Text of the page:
To Move On Needs to Move With Justice Toward a Just Future

Sabrina Sojourner
Aug 19, 2018 · 4 min read

It is stressful to receive information that one does not want to know, especially when it comes to the mistreatment of another or others. The closer the subject is to us, the more likely we are to care. Still, some instances so go against who we believe ourselves collectively to be that we must speak out.

This past week, atop the continuing saga regarding the mistreatment of asylum seekers, including separating parents and children; women, and more men, continuing to come forward to share their experiences of sexual harassment to abuse on the job and at school; racism, sexism, heterosexism… everywhere — we received the Pennsylvania Grand Jury report on sex abuse in the Catholic Church. It was unrelenting in its detail, making plain the systemic nature of the abuse and the coverup.

As I listened to and read some of the reporting on on the Grand Jury report, I was fascinated by how many of the the stories ended with, or placed close to the end, the voices of those who just want “to move on.” Certainly, the sentiment is understandable. After all, we have been talking about abuse and spiritual entities for a few decades. It can be easy to assume the report is mostly a rehashing of what we already know and nothing like that “is” happening now. Without evidence-based assurances from the Catholic Church and other religious institutions that there have made changes in how they screen, train, counsel, oversee, and account for the behavior of all their personal — I don’t think so!

Similar sentiments have been expressed about the #MeToo movement. Folks want to know if it’s “over, yet.” Of course, there were (are) also those trying to put the breaks on it even as it finally has the steam to move past centuries of inertia. It really wasn’t that long ago that sexual harassment to sexual assault was just one of the things that a woman was expected to put up with as part of being in the workforce. The same mentality believed that men had a right to rape and/or beat their wives and if a woman was raped it was her fault. We are not done with that mentality — not by a long shot.

There are always expressions for the desire, belief that we just need “to move on” when the subject is racism. For decades there has been polling on racism that showed that White people and People of Color have very different perspectives on how we are or are not progressing as a country. White people repeatedly said that race relations had greatly improved and People of Color repeatedly said that race relations had somewhat improved or improved, but not enough.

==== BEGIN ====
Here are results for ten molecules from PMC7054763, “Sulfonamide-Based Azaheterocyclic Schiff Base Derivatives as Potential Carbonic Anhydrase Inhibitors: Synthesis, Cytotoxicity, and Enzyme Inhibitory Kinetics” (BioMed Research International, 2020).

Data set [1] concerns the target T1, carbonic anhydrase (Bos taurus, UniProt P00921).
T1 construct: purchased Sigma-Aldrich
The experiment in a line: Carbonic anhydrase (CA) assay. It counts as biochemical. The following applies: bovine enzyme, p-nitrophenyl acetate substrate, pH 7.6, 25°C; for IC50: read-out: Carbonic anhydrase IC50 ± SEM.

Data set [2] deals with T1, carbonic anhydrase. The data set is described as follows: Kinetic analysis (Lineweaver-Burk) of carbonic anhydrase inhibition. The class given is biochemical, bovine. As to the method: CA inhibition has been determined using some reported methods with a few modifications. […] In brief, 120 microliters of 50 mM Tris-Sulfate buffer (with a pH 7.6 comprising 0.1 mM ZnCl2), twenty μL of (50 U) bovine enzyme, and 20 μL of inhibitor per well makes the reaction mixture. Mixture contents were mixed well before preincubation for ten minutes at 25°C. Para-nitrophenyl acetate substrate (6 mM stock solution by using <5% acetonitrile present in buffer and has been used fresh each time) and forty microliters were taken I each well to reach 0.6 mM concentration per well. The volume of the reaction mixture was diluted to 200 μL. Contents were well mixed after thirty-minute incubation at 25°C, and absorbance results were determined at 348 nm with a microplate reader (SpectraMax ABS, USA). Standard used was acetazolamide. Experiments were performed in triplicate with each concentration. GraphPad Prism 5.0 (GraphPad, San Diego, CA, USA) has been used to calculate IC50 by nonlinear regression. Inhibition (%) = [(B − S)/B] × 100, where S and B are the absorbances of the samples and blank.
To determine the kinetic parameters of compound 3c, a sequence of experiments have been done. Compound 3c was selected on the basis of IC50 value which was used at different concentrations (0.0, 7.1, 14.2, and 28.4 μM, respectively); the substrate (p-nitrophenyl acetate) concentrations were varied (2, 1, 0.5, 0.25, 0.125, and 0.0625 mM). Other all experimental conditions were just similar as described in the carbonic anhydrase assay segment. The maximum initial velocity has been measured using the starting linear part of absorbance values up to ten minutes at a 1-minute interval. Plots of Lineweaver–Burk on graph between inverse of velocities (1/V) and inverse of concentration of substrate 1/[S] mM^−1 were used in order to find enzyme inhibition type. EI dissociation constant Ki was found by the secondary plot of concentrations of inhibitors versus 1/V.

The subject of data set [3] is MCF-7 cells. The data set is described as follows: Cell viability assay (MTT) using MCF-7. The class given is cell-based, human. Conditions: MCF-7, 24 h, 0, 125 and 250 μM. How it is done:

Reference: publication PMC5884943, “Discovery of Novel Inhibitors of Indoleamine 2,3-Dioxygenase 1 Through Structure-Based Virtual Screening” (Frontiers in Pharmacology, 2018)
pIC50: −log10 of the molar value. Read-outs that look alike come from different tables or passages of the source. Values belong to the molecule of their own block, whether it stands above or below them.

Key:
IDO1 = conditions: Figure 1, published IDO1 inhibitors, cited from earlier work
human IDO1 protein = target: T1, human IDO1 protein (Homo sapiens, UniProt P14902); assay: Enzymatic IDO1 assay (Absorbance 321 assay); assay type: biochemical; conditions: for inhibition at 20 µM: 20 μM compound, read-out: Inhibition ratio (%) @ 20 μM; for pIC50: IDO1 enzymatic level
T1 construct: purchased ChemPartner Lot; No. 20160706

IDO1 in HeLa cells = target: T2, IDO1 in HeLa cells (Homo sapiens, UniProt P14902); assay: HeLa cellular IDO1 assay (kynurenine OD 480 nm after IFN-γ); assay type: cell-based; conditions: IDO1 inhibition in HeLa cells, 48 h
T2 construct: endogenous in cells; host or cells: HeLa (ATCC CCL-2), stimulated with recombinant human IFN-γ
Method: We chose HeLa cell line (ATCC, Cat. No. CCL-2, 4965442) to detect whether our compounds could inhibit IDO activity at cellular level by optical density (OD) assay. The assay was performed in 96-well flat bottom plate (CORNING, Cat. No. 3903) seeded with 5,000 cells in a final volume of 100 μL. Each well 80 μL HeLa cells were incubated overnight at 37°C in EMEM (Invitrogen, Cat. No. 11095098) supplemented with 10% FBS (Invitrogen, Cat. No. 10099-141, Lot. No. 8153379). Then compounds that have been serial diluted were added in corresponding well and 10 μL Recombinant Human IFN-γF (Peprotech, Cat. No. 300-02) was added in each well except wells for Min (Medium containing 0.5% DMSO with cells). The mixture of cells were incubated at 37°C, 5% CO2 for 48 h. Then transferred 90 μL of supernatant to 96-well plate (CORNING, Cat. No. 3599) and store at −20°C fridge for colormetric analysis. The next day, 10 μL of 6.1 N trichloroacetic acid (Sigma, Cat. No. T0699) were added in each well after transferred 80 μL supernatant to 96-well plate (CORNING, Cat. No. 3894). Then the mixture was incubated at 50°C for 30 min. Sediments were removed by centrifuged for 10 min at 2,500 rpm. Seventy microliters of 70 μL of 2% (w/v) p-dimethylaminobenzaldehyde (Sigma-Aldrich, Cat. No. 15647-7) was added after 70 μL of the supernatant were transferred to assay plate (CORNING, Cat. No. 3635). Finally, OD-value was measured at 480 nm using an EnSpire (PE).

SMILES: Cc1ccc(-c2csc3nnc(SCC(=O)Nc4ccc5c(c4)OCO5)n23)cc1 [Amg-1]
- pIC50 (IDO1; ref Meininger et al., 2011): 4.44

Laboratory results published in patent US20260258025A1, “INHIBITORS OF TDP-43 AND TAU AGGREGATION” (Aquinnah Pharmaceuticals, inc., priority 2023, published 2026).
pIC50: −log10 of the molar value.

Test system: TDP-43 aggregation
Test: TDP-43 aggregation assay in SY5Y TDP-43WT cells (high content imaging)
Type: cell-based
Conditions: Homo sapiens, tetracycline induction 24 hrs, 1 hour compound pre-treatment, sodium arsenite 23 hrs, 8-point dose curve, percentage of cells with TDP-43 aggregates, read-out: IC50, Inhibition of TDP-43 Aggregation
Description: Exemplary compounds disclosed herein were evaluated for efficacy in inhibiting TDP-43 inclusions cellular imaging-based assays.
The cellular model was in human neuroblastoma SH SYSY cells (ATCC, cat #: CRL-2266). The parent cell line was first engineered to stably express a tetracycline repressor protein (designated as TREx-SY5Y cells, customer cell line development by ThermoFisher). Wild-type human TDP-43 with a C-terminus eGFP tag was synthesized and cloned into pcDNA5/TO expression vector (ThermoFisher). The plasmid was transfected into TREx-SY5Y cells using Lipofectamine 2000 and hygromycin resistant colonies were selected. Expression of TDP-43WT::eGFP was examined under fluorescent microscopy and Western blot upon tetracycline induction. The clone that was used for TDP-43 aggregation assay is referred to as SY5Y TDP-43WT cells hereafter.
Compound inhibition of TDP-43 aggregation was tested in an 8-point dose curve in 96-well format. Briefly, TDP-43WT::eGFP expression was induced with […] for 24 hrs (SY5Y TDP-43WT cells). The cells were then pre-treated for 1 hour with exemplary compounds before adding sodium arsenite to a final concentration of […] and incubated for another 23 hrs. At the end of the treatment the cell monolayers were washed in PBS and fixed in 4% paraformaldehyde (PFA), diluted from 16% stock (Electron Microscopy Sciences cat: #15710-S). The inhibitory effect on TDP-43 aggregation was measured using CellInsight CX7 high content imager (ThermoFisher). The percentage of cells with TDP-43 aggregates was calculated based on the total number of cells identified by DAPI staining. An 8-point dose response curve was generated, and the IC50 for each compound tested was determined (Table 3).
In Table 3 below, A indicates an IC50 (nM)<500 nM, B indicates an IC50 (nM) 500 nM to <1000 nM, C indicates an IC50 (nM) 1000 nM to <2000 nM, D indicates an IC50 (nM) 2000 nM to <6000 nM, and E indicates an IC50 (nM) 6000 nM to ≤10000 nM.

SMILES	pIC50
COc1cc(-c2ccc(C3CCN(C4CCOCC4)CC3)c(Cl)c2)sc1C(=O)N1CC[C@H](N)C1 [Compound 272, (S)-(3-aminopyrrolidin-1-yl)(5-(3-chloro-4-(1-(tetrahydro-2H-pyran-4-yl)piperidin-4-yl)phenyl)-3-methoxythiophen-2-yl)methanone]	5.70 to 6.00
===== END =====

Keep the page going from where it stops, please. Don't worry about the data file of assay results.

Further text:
This year, that trend changed. Earlier this month, in a Politico/Morning Consult poll, 55% of Americans agreed that race relations have gotten worse. This change is quite revealing because a May NBC News and Survey Monkey poll showed that only 30% of Americans thought race relations were worse — from plurality to majority in three months.

The major and undisputable difference between the two polls is the number of White Americans admitting that things have gotten worse, and most of them hold the President responsible. The President is an easy foil, and saying that does not take away his contribution. My point is that blaming one person — no matter how important — can bring us a false sense of security when they are no longer doing whatever it is they were doing.

So, what would it take in any of these arenas to genuinely move us forward; to move on? If the experience of the subject or subjects of the workplace, home, sacred space, community, or historic incident or crime are not included, there can be no means to move on. No Entity can truly move forward without us.

The past and present must be reckoned with for what it is: horrible, painful, embarrassing, shameful... The stories must be told and documented — including the “new” ones which are oftentimes old ones. The initial path forward must first be paved, then mortared with the debunked myths and unfounded lies of the past that allowed systems of “isms” to exist and mutant unthwarted. The documented experiences of subjects must be centered in moves toward reconciliation as well as creating a historical accounting and an aspirational narrative into which we as individuals, family units, communities, sacred spaces, societies, and nations may live.

What is clear to me from the multiple messes in which we find ourselves individually and collectively, is that too many times “move on” means moving out of relationship to the past and its associated pain; embarrassment. That’s a polite way of saying forgetting, ignoring, and burying the past.

When we fail to forgive another who has hurt us, it keeps us tied to the hurt and to the person who caused the hurt. When we are speaking about institutions and groups in which no one person or key people are unwilling to be responsible, short of Divine Retribution, there is no reconciliation and no change; leading to a faux “shock” when the same bad behavior continues.

Not all of us are perpetrators of past wrongs, and all of us are responsible for creating new ground on which to build a better us. To move on, we need to move with the past in relationship to the present, creating a different path toward a just future based on justice for everyone. Without working toward justice for everyone — I’ve chosen not to write the rest of that thought.

Sabrina Sojourner

Written by

Sabrina Sojourner, Jewish Spiritual Leader, Community Chaplain, Storyteller, and Educator.

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